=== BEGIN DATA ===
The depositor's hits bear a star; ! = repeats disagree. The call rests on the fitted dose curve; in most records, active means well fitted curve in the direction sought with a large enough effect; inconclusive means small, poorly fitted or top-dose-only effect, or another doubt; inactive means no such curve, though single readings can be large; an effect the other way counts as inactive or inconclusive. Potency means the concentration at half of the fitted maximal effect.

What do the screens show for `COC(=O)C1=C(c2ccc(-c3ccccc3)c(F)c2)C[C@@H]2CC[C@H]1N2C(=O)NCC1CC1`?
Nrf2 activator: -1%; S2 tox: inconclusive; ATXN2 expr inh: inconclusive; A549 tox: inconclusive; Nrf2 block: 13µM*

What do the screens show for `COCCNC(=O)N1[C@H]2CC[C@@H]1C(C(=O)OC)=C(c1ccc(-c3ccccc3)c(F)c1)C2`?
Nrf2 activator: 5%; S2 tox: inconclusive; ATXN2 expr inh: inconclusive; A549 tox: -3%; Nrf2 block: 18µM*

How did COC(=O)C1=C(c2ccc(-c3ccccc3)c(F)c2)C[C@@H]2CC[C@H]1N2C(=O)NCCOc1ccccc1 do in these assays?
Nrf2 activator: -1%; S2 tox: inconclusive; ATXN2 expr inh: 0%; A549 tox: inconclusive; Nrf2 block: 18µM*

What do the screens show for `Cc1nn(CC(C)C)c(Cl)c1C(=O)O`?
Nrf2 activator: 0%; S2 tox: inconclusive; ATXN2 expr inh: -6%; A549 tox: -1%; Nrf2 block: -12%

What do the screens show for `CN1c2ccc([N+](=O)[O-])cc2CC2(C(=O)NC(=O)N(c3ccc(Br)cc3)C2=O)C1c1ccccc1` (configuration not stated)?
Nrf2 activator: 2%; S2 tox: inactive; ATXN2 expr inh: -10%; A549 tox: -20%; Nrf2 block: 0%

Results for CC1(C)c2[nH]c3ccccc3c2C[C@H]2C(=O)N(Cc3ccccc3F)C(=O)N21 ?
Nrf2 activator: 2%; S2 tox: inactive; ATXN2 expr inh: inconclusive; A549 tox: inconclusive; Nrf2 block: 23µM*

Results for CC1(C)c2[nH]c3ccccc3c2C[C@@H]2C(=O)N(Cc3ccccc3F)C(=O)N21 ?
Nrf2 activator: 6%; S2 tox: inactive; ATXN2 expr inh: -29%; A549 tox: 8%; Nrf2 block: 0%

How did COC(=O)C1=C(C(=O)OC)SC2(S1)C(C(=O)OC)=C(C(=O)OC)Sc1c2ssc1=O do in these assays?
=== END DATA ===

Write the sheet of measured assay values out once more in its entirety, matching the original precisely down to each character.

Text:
The depositor's hits bear a star; ! = repeats disagree. The call rests on the fitted dose curve; in most records, active means well fitted curve in the direction sought with a large enough effect; inconclusive means small, poorly fitted or top-dose-only effect, or another doubt; inactive means no such curve, though single readings can be large; an effect the other way counts as inactive or inconclusive. Potency means the concentration at half of the fitted maximal effect.

What do the screens show for `COC(=O)C1=C(c2ccc(-c3ccccc3)c(F)c2)C[C@@H]2CC[C@H]1N2C(=O)NCC1CC1`?
Nrf2 activator: -1%; S2 tox: inconclusive; ATXN2 expr inh: inconclusive; A549 tox: inconclusive; Nrf2 block: 13µM*

What do the screens show for `COCCNC(=O)N1[C@H]2CC[C@@H]1C(C(=O)OC)=C(c1ccc(-c3ccccc3)c(F)c1)C2`?
Nrf2 activator: 5%; S2 tox: inconclusive; ATXN2 expr inh: inconclusive; A549 tox: -3%; Nrf2 block: 18µM*

How did COC(=O)C1=C(c2ccc(-c3ccccc3)c(F)c2)C[C@@H]2CC[C@H]1N2C(=O)NCCOc1ccccc1 do in these assays?
Nrf2 activator: -1%; S2 tox: inconclusive; ATXN2 expr inh: 0%; A549 tox: inconclusive; Nrf2 block: 18µM*

What do the screens show for `Cc1nn(CC(C)C)c(Cl)c1C(=O)O`?
Nrf2 activator: 0%; S2 tox: inconclusive; ATXN2 expr inh: -6%; A549 tox: -1%; Nrf2 block: -12%

What do the screens show for `CN1c2ccc([N+](=O)[O-])cc2CC2(C(=O)NC(=O)N(c3ccc(Br)cc3)C2=O)C1c1ccccc1` (configuration not stated)?
Nrf2 activator: 2%; S2 tox: inactive; ATXN2 expr inh: -10%; A549 tox: -20%; Nrf2 block: 0%

Results for CC1(C)c2[nH]c3ccccc3c2C[C@H]2C(=O)N(Cc3ccccc3F)C(=O)N21 ?
Nrf2 activator: 2%; S2 tox: inactive; ATXN2 expr inh: inconclusive; A549 tox: inconclusive; Nrf2 block: 23µM*

Results for CC1(C)c2[nH]c3ccccc3c2C[C@@H]2C(=O)N(Cc3ccccc3F)C(=O)N21 ?
Nrf2 activator: 6%; S2 tox: inactive; ATXN2 expr inh: -29%; A549 tox: 8%; Nrf2 block: 0%

How did COC(=O)C1=C(C(=O)OC)SC2(S1)C(C(=O)OC)=C(C(=O)OC)Sc1c2ssc1=O do in these assays?